I was so thrilled and nervous for that interview! I also felt incredibly fortunate to have had that opportunity. Honestly, the book had already made the New York Times bestseller list before my appearance and book tours are scheduled so far in advance that by the time you do an appearance like that it doesn’t have a direct effect on the tour, per se. However, the impact on sales for an outlet like Amazon was immediately discernible. That was the first time one of my books was ranked in the single digits on Amazon. There is no doubt in my mind that it was because of Jon Stewart, who I was happy to learn is a very lovely individual in person. Newspaper and radio coverage still go a long way as well.

Denise Kiernan's New York Times Bestselling books.

I find with letterpress printing, folks are wanting to reach back to a simpler time and touch something physical that's well made – a sort of antidote to our digital age. Do you think this has a parallel with long-form writing? What are your senses for the climate of physical books – specifically in younger generations?

Great question! Actually, the most recent statistics we’ve read indicate that younger people still do enjoy print books. I think the initial fear with e-books was that they would annihilate print, but they have not. Denise recently ordered stationery from Crane, the oldest stationer in the United States. We both love touching beautiful papers and cards, which is of course why we enjoy Hoban. It’s also one of the joys of researching. We love being in archives and picking up a letter written long ago and seeing the postmarks, the handwriting, embossing..all of it. It’s so viscerally satisfying.

Between the two of you, you've been back for different calling cards several times (very grateful!). I'm curious if you could express why you connect with these cards and what makes them effective for you?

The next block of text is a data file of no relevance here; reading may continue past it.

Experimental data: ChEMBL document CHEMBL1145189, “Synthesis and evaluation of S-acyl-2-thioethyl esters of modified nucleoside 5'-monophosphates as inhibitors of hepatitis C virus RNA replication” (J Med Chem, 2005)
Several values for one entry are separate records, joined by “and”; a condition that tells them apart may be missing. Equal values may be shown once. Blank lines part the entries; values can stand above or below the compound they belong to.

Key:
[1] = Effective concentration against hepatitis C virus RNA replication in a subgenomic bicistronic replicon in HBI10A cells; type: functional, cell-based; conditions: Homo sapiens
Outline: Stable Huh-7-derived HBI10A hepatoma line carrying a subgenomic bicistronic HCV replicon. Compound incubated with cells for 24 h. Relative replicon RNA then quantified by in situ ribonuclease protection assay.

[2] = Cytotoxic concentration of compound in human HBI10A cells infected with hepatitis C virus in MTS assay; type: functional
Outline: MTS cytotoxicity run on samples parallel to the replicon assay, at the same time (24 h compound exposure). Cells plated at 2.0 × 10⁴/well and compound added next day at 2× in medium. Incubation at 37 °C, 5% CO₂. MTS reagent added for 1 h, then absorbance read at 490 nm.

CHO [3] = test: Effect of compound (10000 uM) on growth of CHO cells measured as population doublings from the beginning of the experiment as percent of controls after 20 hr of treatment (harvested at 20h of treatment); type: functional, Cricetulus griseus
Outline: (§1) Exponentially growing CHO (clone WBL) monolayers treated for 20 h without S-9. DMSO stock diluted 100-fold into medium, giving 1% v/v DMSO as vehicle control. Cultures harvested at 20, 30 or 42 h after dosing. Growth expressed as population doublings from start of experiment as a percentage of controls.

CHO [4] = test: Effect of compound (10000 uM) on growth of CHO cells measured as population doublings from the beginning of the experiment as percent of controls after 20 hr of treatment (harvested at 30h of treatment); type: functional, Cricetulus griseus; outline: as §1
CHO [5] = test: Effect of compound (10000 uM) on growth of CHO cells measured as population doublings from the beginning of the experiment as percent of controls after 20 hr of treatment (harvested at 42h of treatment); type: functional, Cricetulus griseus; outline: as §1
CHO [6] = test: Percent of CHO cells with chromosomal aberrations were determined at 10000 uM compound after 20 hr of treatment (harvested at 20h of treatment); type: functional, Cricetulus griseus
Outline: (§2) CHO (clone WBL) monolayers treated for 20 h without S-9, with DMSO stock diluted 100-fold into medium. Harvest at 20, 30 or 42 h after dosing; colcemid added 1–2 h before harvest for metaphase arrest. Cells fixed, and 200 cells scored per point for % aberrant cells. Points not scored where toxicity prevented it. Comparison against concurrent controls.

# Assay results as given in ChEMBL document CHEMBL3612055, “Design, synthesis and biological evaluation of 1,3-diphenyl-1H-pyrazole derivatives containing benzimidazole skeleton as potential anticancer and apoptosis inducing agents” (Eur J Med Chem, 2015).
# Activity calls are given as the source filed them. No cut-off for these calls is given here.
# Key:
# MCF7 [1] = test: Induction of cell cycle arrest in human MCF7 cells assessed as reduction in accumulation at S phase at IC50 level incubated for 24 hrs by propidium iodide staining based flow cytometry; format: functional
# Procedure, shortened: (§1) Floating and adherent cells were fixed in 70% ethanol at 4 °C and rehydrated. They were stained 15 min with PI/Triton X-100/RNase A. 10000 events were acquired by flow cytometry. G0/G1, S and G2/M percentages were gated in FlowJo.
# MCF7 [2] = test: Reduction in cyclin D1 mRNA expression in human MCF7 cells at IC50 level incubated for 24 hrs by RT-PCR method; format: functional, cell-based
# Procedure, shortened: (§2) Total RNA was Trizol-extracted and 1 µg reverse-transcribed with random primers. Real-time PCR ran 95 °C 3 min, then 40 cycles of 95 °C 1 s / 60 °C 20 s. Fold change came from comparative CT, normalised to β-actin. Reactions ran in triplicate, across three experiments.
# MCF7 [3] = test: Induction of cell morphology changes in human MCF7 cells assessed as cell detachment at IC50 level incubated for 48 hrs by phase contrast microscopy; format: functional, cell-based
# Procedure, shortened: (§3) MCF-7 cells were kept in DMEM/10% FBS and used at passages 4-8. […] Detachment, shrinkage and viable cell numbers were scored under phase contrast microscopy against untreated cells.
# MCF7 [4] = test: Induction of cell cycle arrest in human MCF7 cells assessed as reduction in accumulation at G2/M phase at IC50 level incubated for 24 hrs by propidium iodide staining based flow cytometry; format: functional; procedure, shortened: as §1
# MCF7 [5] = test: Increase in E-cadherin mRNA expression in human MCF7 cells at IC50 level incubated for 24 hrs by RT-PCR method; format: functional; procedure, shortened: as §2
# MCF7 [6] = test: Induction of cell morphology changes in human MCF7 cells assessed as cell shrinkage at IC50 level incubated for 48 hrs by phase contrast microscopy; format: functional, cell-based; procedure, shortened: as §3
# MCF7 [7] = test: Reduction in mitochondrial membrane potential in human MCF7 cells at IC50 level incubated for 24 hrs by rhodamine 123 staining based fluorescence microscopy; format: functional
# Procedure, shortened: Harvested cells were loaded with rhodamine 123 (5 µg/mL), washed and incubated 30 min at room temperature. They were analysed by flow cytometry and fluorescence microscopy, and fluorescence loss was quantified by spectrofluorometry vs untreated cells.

Joe: I remember one time handing our business cards to some woman at a book conference, and she just kept saying, “Wow, letterpress! Cool, letterpress!” But most people don’t know how to describe what you’ve just handed them. In a way, it’s indescribable. They know that they’ve been handed something that feels different, even if they don’t know why. Nice cards project a level of professionalism that goes beyond words.

Denise: I have three different Hoban cards now. Two versions include social media handles and one doesn’t (because while a lot of people are into social media, many still aren’t). I find the square format card (i.e., The Stoic) to be quite unique and I usually save those for people who I consider to be "Hoban-worthy.” The cards have so much personality, I choose the card I will hand to someone based on what I think suits them best. It’s like a litmus test of sorts, my own nerdy letterpress Myers-Briggs assessment.

Are there any upcoming books or projects you two are working on that you can tell us about? Are there any subjects that are currently piquing your interest?

We don’t share what we are working on until we are well along in the process. Too many things are still up in the air, too many things can change, and we are, frankly, not very good at discussing works in progress. However, here’s one for you and your readers to run with: How about a book about a guy who wakes up one morning and discovers that all of his business cards now have someone else’s name on them. He spends the rest of the book on the run trying to find this other man…or is he trying to find himself? The movie version will definitely feature a scene shot in the Hoban letterpress shop.


Denise and Joe

Support Denise & Joseph

Over the years, Denise and Joseph have been a great support to me and I'd encourage you to check out their work, visit their websites and buy their books! Denise is best found at denisekiernan.com and Joe is best found at josephdagnese.com. Their instagram accounts are @iamdenisekiernan and @josephdagnese.